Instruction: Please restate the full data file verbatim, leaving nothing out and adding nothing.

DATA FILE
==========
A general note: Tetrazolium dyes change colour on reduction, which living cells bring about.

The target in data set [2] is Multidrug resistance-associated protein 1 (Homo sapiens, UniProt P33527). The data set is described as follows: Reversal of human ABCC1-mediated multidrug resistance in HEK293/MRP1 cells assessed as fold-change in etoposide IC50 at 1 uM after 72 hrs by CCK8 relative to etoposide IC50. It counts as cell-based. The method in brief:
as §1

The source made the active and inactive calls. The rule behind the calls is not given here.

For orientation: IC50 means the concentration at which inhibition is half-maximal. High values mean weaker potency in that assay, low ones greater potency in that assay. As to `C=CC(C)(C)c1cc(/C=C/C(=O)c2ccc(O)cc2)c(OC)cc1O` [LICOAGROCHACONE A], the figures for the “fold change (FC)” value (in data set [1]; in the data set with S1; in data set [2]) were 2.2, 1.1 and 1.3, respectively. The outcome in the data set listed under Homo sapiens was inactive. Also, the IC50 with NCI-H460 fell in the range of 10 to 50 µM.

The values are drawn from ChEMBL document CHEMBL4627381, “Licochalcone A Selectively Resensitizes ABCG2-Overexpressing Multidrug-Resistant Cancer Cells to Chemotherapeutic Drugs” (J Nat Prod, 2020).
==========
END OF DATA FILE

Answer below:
A general note: Tetrazolium dyes change colour on reduction, which living cells bring about.

The target in data set [2] is Multidrug resistance-associated protein 1 (Homo sapiens, UniProt P33527). The data set is described as follows: Reversal of human ABCC1-mediated multidrug resistance in HEK293/MRP1 cells assessed as fold-change in etoposide IC50 at 1 uM after 72 hrs by CCK8 relative to etoposide IC50. It counts as cell-based. The method in brief:
as §1

The source made the active and inactive calls. The rule behind the calls is not given here.

For orientation: IC50 means the concentration at which inhibition is half-maximal. High values mean weaker potency in that assay, low ones greater potency in that assay. As to `C=CC(C)(C)c1cc(/C=C/C(=O)c2ccc(O)cc2)c(OC)cc1O` [LICOAGROCHACONE A], the figures for the “fold change (FC)” value (in data set [1]; in the data set with S1; in data set [2]) were 2.2, 1.1 and 1.3, respectively. The outcome in the data set listed under Homo sapiens was inactive. Also, the IC50 with NCI-H460 fell in the range of 10 to 50 µM.

The values are drawn from ChEMBL document CHEMBL4627381, “Licochalcone A Selectively Resensitizes ABCG2-Overexpressing Multidrug-Resistant Cancer Cells to Chemotherapeutic Drugs” (J Nat Prod, 2020).